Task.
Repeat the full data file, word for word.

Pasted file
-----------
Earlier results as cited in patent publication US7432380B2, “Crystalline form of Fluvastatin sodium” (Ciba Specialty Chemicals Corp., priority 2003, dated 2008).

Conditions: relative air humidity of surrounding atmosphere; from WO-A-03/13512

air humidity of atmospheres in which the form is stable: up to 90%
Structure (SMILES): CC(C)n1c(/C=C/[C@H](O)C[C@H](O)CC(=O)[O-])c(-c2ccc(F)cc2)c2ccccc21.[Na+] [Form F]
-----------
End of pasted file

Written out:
Earlier results as cited in patent publication US7432380B2, “Crystalline form of Fluvastatin sodium” (Ciba Specialty Chemicals Corp., priority 2003, dated 2008).

Conditions: relative air humidity of surrounding atmosphere; from WO-A-03/13512

air humidity of atmospheres in which the form is stable: up to 90%
Structure (SMILES): CC(C)n1c(/C=C/[C@H](O)C[C@H](O)CC(=O)[O-])c(-c2ccc(F)cc2)c2ccccc21.[Na+] [Form F]